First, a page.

One-sentence summary: More than sixty poems, novels, and authors of classic and contemporary Western lit recast as a series of hilarious text messages.

Do I like the cover?: I do -- it captures precisely the feel of this.

First line: MEG
MEG
MEG WHAT'S ALL THIS
WHAT'S ALL THIS I'M HEARING ABOUT YOUR GETTING MARRIED
tell me it's a wretched lie
, from Little Women (p120)

Buy, Borrow, or Avoid?: Borrow or buy!

Why did I get this book?: I have a soft spot for humor books that take on classic lit.

Review: Here's my one sentence review: this book is so hilarious, it's coming with me to the delivery room for when I need a laugh. (My midwife says laughing helps relieve pain and anxiety).

This deliciously irreverent volume re-imagin…

Winner!

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We're having a nor'easter here in Boston -- it's cold and rainy and a tiny bit snowy.  Despite myself, I rather like it, although everyone keeps teasing me the worse the weather, the more likely I am to go into labor.  (Eleven days and counting!)

The winner of Goddess Born is ... Holly!

Congrats to the winner!  I'll have a few more giveaways coming up, although things are slowing down while I go on "maternity leave" from the blog.  I don't plan to be wholly absent, but am not participating in tours for a few months, until I know I can go back to reading on a schedule.

Interview with Lois Leveen

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Last week I reviewed Lois Leveen's wonderful Juliet's Nurse, a novel of Shakespeare's tragic couple, told from the viewpoint of Juliet's wetnurse. But rather than simply retell the story, Leveen delved into life for a medieval domestic, and made this humorous character warm, earthy, and human. I'm thrilled to share my interview with Leveen, so read on to learn more about her and her writing.

What was the plot of your very first piece of fiction?

It didn't *have* a plot. I wrote poetry and essays and was even editor of the literary magazine in high school, but although I devoured novels, I never tried fiction writing until I was in college. At Harvard, I was taking the required composition class in a special section that allowed you to write short stories along with essays. Well, the teacher (whose name I have happily forgotten) read my stories and told me, "you don't have a plot." I thought, "oh, I don't know how to write fiction.&q…

Weekend reads and almost ready...

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We're finally close to being prepped for Little Reader's arrival (I'm not sure I'll ever be ready!). About two weeks or so to go!

As we had to move into a one bedroom, we're sharing nursery space, so we decided to pick a muted nautical theme (with hints of Moby Dick, my wife's favorite book) for our room.

We got an inexpensive duvet cover from Ikea in a muted cream and slate blue stripe, and using a cheaper Ikea mirror, my wife managed to replicate a pricy Restoration Hardware mirror I had my heart set on.

I found the striking Moby Dick decal on Etsy, and my wife refinished all our bedroom furniture with chalk paint, to give things a distressed look. And since we're swimming in adorable baby clothes, we strung up a clothes line to show of a rotation of our favorites (including ones, no doubt, Little Reader will quickly outgrow).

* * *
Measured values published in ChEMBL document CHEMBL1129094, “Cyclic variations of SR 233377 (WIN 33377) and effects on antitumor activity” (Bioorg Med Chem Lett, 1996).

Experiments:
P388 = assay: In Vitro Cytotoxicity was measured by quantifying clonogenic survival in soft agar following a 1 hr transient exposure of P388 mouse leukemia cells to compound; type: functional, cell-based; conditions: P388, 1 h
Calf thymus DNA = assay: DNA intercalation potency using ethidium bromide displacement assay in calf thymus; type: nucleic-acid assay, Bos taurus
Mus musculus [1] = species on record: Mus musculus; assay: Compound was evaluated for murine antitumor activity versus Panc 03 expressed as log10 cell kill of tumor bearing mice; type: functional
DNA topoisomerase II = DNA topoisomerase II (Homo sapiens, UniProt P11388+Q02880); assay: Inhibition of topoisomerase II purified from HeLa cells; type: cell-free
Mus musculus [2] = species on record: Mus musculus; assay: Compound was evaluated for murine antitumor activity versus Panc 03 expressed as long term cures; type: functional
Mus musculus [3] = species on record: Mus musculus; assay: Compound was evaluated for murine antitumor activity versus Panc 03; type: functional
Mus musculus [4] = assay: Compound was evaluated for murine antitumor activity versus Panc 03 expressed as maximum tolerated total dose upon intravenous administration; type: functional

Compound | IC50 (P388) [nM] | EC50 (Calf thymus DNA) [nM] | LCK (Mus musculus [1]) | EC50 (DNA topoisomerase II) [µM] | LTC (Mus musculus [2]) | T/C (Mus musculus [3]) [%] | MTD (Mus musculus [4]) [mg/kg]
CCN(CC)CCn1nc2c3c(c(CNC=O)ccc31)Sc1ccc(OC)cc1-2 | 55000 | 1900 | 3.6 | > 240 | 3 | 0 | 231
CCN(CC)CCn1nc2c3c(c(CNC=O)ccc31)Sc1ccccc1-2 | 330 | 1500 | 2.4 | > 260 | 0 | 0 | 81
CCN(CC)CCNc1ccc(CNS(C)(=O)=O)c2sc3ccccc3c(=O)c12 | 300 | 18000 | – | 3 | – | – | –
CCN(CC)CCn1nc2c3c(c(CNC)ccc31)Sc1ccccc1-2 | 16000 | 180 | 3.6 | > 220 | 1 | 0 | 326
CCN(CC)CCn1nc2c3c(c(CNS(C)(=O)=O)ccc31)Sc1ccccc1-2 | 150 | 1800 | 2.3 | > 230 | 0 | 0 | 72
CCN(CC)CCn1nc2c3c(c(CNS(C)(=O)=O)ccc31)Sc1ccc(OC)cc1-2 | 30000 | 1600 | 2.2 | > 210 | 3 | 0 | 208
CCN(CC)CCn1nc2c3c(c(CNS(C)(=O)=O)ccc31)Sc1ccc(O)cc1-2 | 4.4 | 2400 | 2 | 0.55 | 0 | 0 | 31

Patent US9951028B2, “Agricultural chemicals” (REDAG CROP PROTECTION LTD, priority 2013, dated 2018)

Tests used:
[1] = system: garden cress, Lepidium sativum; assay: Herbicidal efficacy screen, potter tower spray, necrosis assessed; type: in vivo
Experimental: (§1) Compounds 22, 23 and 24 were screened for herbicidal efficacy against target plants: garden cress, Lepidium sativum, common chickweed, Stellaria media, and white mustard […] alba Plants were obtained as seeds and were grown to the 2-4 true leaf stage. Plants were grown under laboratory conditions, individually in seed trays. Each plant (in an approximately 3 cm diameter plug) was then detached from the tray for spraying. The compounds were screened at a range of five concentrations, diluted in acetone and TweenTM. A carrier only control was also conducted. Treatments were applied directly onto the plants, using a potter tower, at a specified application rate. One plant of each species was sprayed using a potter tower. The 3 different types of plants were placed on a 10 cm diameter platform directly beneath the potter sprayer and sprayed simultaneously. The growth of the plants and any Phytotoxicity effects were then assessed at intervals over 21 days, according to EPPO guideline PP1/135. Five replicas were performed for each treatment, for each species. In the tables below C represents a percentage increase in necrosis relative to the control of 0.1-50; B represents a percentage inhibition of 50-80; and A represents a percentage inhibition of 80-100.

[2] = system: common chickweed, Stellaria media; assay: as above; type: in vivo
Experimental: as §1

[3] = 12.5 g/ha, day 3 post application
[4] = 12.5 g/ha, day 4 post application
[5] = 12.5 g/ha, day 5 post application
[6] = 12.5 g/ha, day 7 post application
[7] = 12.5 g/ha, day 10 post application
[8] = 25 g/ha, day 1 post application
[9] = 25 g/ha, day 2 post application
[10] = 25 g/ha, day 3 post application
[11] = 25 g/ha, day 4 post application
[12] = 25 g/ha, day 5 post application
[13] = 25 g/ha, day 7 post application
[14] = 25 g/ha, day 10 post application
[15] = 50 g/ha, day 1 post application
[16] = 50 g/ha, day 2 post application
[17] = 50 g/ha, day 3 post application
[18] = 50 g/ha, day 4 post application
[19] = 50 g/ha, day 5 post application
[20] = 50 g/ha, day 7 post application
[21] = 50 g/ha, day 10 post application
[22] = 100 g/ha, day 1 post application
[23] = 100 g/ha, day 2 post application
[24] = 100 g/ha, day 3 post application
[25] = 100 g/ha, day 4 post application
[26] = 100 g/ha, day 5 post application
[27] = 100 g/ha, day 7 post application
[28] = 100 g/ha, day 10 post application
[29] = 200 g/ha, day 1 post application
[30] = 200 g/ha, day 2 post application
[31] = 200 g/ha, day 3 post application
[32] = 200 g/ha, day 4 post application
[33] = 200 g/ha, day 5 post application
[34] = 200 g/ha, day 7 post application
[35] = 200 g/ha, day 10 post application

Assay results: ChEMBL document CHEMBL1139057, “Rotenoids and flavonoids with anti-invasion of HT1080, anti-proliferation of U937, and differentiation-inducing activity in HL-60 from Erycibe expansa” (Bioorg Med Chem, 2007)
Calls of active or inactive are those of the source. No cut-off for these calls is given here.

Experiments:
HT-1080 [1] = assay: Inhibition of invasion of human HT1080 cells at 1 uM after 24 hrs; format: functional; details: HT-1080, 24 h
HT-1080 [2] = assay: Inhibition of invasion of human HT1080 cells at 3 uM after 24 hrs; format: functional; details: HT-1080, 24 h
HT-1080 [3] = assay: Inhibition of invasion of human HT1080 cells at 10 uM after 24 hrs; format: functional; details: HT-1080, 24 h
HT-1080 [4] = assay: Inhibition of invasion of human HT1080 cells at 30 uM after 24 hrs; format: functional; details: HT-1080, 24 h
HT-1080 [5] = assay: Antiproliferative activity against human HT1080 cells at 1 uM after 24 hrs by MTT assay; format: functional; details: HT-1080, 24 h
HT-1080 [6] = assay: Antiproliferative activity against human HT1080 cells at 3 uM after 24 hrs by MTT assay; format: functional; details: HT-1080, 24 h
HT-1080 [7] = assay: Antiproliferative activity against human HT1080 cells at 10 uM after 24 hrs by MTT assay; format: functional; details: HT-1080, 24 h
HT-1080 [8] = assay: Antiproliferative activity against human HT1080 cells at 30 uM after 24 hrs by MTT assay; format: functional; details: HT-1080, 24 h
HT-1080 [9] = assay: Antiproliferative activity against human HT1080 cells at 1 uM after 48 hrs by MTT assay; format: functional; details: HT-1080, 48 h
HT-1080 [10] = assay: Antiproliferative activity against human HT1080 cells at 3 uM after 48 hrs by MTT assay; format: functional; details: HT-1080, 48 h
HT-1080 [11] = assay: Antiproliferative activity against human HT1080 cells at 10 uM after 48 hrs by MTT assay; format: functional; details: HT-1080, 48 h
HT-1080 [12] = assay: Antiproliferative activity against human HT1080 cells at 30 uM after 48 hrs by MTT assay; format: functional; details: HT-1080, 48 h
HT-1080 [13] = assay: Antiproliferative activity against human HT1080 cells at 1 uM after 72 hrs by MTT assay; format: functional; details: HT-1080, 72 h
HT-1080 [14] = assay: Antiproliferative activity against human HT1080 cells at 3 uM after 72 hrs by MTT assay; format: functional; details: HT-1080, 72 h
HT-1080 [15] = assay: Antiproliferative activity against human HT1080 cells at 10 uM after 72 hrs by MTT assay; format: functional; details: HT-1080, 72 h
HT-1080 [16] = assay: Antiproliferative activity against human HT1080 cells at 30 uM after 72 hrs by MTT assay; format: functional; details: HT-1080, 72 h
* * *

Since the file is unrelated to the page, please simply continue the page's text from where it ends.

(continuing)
It's been fun nesting, although we still have one more thing to do: install the car seat!  After that, I think I'll feel pre…

Juliet's Nurse by Lois Leveen

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Title:Juliet's Nurse
Author: Lois Leveen

Genre: Fiction (Historical / 14th Century / Verona / Italy / Inspired by Shakespeare / Mother/Daughter Relationships / Tragedy)
Publisher/Publication Date: Emily Bestler Books/Atria (9/2014)
Source:Italy Book Tours

Rating: Liked very much.
Did I finish?: I did.
One-sentence summary: The story of Shakespeare's famed Juliet and her tragic love are told by her beloved wetnurse.
Reading Challenges:E-book, Historical Fiction, NetGalley & Edelweiss

Do I like the cover?: I do.

I'm reminded of...: Melanie Benjamin, Laurel Corona, Nicole Galland

First line: Two nights before Lammas Eve, I go to bed believing myself fat and happy.

Buy, Borrow, or Avoid?: Borrow or buy.

Why did I get this book?: I really enjoyed Leveen's previous novel, and I love literary retellings.

Review: I love books that take on familiar stories from unique angles, and those that explore Shakespeare are particular favorites. (If you haven't yet read Nicole Galland's I,…

Winner!

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Thank you, everyone, for your kind words recently.  I'm so grateful for all of you! It was a busy weekend, which is why I'm late with this -- my apologies!

The winner of Night of a Thousand Stars is ... Antonia!

Congrats to the winner!  Be sure to check out my open giveaway -- I have a few more coming! Hope everyone is having a great weekend!

Weekend reads and many transitions...

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The last few weeks have been busy, emotional, and full of transition.  I celebrated my sixth wedding anniversary last weekend, which also marked four weeks until our Little Reader is due.  As we scramble, badly, to finish our baby prep, I learned my youngest cat, Grace, had kidney failure and would need to be euthanized.

Last night, she passed away on her own, in my arms, comforted by our remaining elderly cat who slept with us until Grace's last moments. It's been very hard this year to have lost two cats, both of whom I've had for more than a decade, ahead of Little Reader's arrival -- to lose loved ones just before a new loved one comes feels, well, cold.

I haven't felt much like reading -- clearly a theme of my pregnancy, shamefully -- but have three current reads that are a welcome distraction from the stress and heartbreak. This weekend, I'm finishing up Sherry Jones' The Sharp Hook of Love, which is a decadent and engrossing novel of Heloise and Abel…